Or maybe it was when I was 8 or 9 and my Dad played Tusk on his awesome old speakers in our mobile home and it literally shook the floor.



 I’m not sure when my love for a forward-posture, hard-charging, edgy, energetic, intelligent music REALLY began. But for whatever reason, I’m 29 now and am rediscovering all of these musical roots I have. And I’m ready to open myself up to the newest development in my musical journey and see what new direction unfolds.


 But wait!


Haven’t I been something of an Americana aficionado (my wife’s words, not mine) in the last five years or so? Isn’t this blog pretty much all about that?


Well…. yeah. That too.


That all started when I saw Hayes Carll open for the Old 97s in summer 2008 and, again, could not believe my ears. He was hilarious, wry, unkempt, irreverent, AWESOME. Having been raised on Garth Brooks and Shania Twain I didn’t know country music could be like that. That led me to The Highwaymen and Townes Van Zandt and Cash, Cash, Cash and the Crazy Heart Soundtrack.


Then while we were living in Rwanda  my friend Jacob brought back the Low Anthem, Joe Pug, and the Avett Bros from one of his trips home. And I thought “hey, that sounds kind of like all this old country, but it’s like, fresh! Those harmonies, wow.”





Then there was the time that my boss/bandmate/friend was moving back to America and gave me Josh Ritter’s The Animal Years and my wife listened to it and said it was something special. It was, and it got me through 5 weeks living alone in Rwanda while she lived back in the states, pregnant.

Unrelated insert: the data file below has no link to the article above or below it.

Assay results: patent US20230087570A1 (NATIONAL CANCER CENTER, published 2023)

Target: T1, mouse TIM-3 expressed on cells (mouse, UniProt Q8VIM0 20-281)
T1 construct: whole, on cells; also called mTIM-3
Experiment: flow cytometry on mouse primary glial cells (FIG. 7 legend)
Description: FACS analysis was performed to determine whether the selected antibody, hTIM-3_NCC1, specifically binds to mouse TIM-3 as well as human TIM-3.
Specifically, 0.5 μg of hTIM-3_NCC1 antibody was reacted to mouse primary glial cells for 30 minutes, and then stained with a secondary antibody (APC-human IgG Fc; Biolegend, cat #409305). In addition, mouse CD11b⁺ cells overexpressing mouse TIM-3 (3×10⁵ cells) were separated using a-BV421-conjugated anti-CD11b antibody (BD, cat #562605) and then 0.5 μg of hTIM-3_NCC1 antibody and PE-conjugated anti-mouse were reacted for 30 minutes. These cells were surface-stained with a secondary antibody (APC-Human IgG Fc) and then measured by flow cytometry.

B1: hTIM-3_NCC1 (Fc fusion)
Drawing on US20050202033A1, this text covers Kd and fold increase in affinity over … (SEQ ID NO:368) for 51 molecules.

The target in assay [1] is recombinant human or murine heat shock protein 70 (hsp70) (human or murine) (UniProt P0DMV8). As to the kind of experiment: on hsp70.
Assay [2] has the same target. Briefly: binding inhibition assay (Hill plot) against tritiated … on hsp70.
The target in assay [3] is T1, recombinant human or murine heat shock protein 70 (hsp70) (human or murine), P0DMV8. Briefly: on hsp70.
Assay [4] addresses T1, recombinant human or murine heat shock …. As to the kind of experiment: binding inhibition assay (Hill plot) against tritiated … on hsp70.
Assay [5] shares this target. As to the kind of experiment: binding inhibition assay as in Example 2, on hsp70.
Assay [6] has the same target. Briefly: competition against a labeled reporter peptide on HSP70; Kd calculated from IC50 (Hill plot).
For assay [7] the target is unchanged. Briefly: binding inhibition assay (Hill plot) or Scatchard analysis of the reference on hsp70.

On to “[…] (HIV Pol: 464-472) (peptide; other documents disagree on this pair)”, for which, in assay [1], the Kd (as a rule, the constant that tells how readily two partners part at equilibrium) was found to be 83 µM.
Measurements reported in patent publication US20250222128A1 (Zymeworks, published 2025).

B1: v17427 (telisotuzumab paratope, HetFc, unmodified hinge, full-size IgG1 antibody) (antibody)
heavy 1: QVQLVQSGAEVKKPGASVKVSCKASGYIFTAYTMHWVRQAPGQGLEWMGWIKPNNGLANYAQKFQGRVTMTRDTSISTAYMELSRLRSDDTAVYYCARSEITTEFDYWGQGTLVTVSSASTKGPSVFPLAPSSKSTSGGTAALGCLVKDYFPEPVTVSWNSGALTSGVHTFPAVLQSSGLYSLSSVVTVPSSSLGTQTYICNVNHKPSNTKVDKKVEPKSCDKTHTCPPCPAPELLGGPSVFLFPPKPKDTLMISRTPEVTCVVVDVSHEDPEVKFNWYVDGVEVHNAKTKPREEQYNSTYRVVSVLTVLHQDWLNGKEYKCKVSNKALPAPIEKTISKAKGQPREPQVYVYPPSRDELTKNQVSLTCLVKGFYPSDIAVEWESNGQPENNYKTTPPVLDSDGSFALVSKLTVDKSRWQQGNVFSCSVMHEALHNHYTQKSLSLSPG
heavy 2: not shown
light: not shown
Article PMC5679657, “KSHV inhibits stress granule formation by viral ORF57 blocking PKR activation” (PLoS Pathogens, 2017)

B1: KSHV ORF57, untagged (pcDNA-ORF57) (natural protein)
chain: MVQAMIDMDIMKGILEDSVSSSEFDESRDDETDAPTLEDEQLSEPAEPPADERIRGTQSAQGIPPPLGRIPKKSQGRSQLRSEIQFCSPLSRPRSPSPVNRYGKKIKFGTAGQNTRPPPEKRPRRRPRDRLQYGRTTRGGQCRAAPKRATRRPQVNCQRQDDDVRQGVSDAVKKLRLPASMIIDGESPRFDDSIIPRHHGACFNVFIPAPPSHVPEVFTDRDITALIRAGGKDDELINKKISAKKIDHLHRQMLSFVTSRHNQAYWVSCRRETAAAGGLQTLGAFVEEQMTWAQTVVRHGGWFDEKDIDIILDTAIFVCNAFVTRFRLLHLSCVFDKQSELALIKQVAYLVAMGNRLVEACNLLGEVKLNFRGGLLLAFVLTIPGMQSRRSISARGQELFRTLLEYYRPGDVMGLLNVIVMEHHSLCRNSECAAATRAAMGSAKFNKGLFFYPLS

So there was born my love for sad folk and harmony-filled Americana. It made me feel at home, or replaced a feeling that was missing in the present. After Josh Ritter came  Andrew Bird, the Head and the Heart, Dave Rawlings Machine, the O Brother Where Art Thou Soundtrack, Tanya Tucker, Ray Wylie Hubbard, Willie Nelson, John Prine, and what you’ve been seeing lately – Lucius, Deer Tick, Gregory Alan Isakov, Wild Feathers, Hurray for the Riff Raff, Spirit Family Reunion, etc.


But then Lou Reed died. And while I always enjoyed/respected his stuff, I didn’t really become borderline-obsessed with it until he died and all the features and tributes came pouring in. (You never know what you’ve got til it’s gone, said every folk song ever).


I became obsessed with his pioneering sound, his honesty, his total disregard for convention. And it made me realize how much he had influenced music and how much he represents rock n roll.


And then I realized – wait – Lou Reed isn’t a folk musician. Not even close. He despised California and the Laurel Canyon and Haight Street.